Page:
Many apartment balconies have room for a full-size barbecue grill — though some can barely accommodate a small one. Compact grills are great for simple things like hamburgers, hot dogs, and chicken wings, but with a little creativity, they can also be used to create more high-class meals with that fetching smoky flavor and charred taste that are fit for entertaining in style all summer long.
To make kebabs on a small grill, simply cut the skewers a little smaller than the diameter of the grill itself. Skewer chunks of onions, bell peppers of assorted colors, and the meat or poultry of choice. Be sure to oil the grate well to prevent sticking, and lightly brush the food with olive oil for extra flavor before you salt and pepper it.
Pro tip: Instead of alternating the kebab foods on each skewer, try placing the onions, peppers, and meat/poultry on separate skewers. Since each food takes different times to cook, this method helps ensure that everything is just right before you take it off the skewers for serving.
Grilling fresh fruit brings out the natural sugars in it, and transforms it into a delectable side dish. Pineapple slices and watermelon wedges are especially delicious grilled, as are all kinds of stone fruit like peaches, nectarines, and plums. Just cut the fruit in half, remove the stones, and place each piece cut-side down on the grill grate. Watch it carefully, though — it only takes a few minutes over the coals, and overcooking makes it a little too mushy.
This may sound really difficult to pull off, but it’s easier than you think. Start by dividing fresh pizza dough (homemade or store-bought) into small rounds and flattening them into disks. Place these in a hot, well-oiled grate for a few minutes a side to give them enough body to hold the toppings. Use minimal sauce to let the toppings take center stage. Cut the vegetables and meats small so they cook quickly and top with shredded cheese. Cover the grill with the vents on the lid wide open. For best results, use a pizza peel to remove the pizzas and keep a close watch on them. The heat inside the grill is intense, and the pizzas really only take a few minutes to cook through.
Salmon cooked on cedar planks is absolutely divine — and one of the easiest grilled entrees ever, to boot. For a small grill, just cut the planks in half; two should easily fit on the grate. Keep a little salt, pepper, and freshly cut lemon nearby so you can squeeze it on right before serving, and you’ll realize why it’s called “king” salmon. Serve with parboiled miniature red or Yukon gold potatoes grilled in between the salmon planks. For a special treat, whip up some fresh tartar sauce and serve the salmon on a bed of tossed greens to round out the feast.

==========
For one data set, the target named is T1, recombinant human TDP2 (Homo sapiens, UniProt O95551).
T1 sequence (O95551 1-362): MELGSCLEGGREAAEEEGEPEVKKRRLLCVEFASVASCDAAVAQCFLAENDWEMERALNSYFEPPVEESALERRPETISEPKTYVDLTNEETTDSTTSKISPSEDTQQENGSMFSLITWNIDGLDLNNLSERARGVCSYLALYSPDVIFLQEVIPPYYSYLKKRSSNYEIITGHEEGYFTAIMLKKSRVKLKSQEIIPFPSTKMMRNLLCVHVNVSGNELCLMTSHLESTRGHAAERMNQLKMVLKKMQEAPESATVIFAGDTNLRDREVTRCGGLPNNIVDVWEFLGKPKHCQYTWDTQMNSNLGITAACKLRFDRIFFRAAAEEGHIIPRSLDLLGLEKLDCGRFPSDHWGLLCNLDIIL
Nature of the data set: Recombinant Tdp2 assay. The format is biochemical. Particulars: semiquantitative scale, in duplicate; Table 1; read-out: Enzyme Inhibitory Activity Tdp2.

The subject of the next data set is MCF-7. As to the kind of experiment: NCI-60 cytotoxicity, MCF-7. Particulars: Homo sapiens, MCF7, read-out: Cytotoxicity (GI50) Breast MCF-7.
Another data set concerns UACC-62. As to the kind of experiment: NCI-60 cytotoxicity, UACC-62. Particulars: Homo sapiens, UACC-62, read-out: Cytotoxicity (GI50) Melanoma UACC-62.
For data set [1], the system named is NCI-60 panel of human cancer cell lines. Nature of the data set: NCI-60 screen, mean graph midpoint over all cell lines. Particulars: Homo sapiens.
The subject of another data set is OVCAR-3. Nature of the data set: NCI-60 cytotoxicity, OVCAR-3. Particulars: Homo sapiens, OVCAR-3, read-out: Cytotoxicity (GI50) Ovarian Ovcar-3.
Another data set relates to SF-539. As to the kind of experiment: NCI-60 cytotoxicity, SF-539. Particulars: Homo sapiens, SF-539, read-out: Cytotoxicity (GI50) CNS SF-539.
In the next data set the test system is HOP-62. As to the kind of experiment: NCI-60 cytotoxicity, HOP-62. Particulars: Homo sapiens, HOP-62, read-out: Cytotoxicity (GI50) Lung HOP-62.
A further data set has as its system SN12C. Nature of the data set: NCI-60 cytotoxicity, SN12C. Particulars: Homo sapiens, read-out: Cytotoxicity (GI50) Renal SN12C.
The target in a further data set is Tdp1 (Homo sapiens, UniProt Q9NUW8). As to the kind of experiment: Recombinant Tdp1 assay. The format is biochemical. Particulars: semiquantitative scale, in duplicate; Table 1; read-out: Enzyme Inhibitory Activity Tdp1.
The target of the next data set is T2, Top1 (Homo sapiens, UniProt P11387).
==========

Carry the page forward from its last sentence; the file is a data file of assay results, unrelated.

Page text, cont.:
Almost any protein cooks perfectly in foil packets placed on the grill, and they all take minimal space on the grate. Start by laying out 6 X 8 inch squares of heavy-duty foil or double layers of regular foil. Add thinly sliced potatoes to the bottom, followed by zucchini rounds or broccoli florets. Then top with boneless chicken breasts, raw shrimp, or thinly sliced filet mignon. Season to taste, wrap each packet up tightly and securely to avoid leaks, and grill them all covered for 10 to 15 minutes. A perfectly-cooked meal couldn’t be easier to make (or more scrumptious).
Regular spareribs are usually too big for a small grill, but boneless ones aren’t. In fact, “boneless” ribs are actually pork butt or shoulder simply cut into rectangular rib shapes. Cook them over moderately hot coals, turning them often. Hold off on the sauce until the final turn so it has just enough time to glaze them but doesn’t burn and ruin that tantalizing taste.
Corn on the Cob
Grilled corn on the cob is a summertime favorite, especially if it’s the height of corn season. Remove the shucks and silks and place the corn over a medium-hot fire. If the ears are too long, cut them in half. Turn them frequently to get all the kernels lightly toasted but not blackened. Slather with butter, sprinkle with salt and pepper, and top with freshly-grated Parmesan. The best part is that any leftovers you have can be made into an excellent base for a roasted corn salad the next day.
Grilling sausage over a hot fire transforms it from simple to sublime. Cut each sausage in half to maximize grill exposure, adding smoky flavor to each and every bite. Grill some bell peppers and onions on the side, and you have the makings for the best hot Italian sub sandwich you’ve ever tasted. Alternatively, you can serve all these ingredients on top of a healthy swirl of al dente angel hair pasta.
S’mores cook just as well on a barbecue grill as they do in a campfire bed. Sandwich plain chocolate bars and mini-marshmallows between two graham cracker squares, wrap tightly in foil, and grill 10 to 15 minutes until the chocolate melts and the marshmallows are gooey.